Navy veteran accused of injecting Alaska teens with drugs, one fatally

In this undated file photo provided by the Anchorage police department, Sean Warner is seen. Warner is charged with manslaughter in the death of 14-year-old Jena Dolstad on Dec. 22, after injecting her with a lethal dose of heroin. According to family members, Warner suffers from post-traumatic stress as a Navy medic in Afghanistan.
AP Photo/Anchorage Police Department
Sean Warner
AP Photo/Anchorage Police Department

(CBS/AP) ANCHORAGE, Alaska. - Twenty six-year-old Navy veteran Sean Warner pleaded not guilty Thursday to charges he injected two Alaska teens with drugs on separate occasions, giving one of them a fatal dose.

Warner, who had served as a medic in Afghanistan, was initially charged with injecting one girl, but court records show he also faces a new charge of injecting another teen with heroin the week of Dec. 14.

Authorities allege Warner injected heroin into 14-year-old Jena Dolstad, of Anchorage, who died from the dose almost a week later. He faces a manslaughter charge for her death. The second victim, identified as R.H., is a 17-year-old who Police Lt. Dave Parker said was injected multiple times by Warner.

Warner's uncle, Dog Tweedie, told the Associated Press that his nephew served as a Navy field medic in Afghanistan and now suffers from post-traumatic stress. He said he spoke with Warner through Warner's father. "He's terribly remorseful," Tweedie said. "He's in a very difficult spot."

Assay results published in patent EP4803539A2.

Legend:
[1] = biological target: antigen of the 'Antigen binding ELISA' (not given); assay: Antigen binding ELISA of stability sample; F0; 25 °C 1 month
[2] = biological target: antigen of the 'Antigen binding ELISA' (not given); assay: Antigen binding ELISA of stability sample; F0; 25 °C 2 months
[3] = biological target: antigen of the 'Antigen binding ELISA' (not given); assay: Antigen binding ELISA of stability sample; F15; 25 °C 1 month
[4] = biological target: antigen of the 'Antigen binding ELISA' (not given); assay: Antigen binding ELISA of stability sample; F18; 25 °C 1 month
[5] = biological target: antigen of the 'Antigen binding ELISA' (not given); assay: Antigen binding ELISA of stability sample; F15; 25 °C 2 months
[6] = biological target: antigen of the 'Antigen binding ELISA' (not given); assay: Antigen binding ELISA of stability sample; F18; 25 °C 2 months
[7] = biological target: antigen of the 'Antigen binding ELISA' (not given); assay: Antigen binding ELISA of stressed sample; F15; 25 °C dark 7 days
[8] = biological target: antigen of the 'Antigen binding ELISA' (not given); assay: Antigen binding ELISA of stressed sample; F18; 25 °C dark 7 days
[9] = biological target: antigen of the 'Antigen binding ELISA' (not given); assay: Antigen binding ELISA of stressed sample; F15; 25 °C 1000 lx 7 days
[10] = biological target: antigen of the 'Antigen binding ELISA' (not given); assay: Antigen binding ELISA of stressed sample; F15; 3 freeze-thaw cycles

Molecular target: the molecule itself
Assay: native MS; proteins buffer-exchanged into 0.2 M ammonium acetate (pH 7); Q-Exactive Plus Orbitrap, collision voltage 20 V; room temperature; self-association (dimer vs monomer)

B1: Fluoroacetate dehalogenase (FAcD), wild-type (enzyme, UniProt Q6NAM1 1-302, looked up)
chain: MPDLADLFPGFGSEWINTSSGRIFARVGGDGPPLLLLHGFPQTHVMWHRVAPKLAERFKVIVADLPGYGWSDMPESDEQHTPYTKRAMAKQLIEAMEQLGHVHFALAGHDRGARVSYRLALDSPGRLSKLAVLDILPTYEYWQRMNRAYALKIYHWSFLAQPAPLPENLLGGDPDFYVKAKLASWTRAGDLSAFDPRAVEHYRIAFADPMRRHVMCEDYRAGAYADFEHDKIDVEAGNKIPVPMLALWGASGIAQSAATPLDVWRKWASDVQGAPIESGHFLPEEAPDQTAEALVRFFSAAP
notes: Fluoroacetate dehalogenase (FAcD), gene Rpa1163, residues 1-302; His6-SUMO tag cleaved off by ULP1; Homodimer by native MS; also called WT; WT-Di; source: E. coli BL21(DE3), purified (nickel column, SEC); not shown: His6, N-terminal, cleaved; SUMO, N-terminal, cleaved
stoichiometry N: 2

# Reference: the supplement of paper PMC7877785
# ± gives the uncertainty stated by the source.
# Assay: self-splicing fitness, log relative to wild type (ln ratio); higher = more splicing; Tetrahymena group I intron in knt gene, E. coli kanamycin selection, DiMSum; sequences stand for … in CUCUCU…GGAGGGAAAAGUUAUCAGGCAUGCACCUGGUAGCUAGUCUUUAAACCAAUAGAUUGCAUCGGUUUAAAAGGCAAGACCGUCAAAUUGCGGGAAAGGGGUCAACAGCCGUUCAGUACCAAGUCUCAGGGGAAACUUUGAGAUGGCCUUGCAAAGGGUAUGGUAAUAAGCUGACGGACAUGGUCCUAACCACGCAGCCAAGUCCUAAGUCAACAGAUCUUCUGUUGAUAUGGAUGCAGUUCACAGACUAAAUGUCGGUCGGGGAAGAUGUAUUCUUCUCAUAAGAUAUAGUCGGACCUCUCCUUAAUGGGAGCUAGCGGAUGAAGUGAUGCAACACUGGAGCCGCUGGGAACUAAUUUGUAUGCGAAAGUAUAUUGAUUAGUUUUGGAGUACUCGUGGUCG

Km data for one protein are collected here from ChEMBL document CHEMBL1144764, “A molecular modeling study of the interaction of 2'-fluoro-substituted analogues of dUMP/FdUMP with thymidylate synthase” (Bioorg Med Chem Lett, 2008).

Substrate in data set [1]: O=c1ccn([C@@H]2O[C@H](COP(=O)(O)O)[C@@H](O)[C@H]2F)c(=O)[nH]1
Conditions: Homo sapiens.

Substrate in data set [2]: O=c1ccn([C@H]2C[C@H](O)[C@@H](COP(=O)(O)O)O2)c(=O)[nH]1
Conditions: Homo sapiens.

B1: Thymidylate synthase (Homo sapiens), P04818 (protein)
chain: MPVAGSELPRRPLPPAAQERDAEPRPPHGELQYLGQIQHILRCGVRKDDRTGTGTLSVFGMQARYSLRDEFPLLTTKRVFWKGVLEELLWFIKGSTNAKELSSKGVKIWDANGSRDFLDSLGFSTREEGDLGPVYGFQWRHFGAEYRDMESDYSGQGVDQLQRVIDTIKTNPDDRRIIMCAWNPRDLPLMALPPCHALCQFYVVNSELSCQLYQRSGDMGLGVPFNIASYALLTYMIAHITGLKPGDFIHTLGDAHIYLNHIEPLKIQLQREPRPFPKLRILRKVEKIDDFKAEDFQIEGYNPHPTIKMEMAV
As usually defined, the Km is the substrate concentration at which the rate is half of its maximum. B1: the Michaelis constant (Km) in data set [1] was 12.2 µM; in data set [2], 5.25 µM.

Court papers filed before Dolstad's death said Warner and two men went to pick up the girl the evening of Dec. 22 and took her to Warner's home.

According to the papers, Warner was sharing a gram of heroin with the men and Dolstad said she was willing to try something "new" but didn't want to inject herself, so Warner then shot 25 to 30 units of heroin into the girl.

Two witnesses told authorities the men left the girl on the bed and found her the next morning face down in her own vomit.

Authorities contend Warner didn't call 911 right away because he feared police would find drugs, so he instead treated Dolstad himself, giving her a prescription drugs used to treat opiate addicts. He called 911 after the girl began convulsing.

Dolstad was found to have heroin, methamphetamine and cocaine in her system when she was brought to the hospital, charging documents said. Medics told police she sustained brain and heart damage.

Authorities said the heroin used is known on the street as "China White," and is considered more potent than common heroin.

NBC affiliate KTUU reported Jena Dolstad's stepfather, Brett Williams, said his family had some ups and downs, but Jena always came back home. Now he is planning her funeral.

"I know she got mixed in with some people I tried to warn her about," he said on the phone. "And it went from there."

Authorities believe Warner did not intend to harm the two girls. He entered his pleas Thursday and a trial was set for March 27. He is being held on $100,000 cash bail.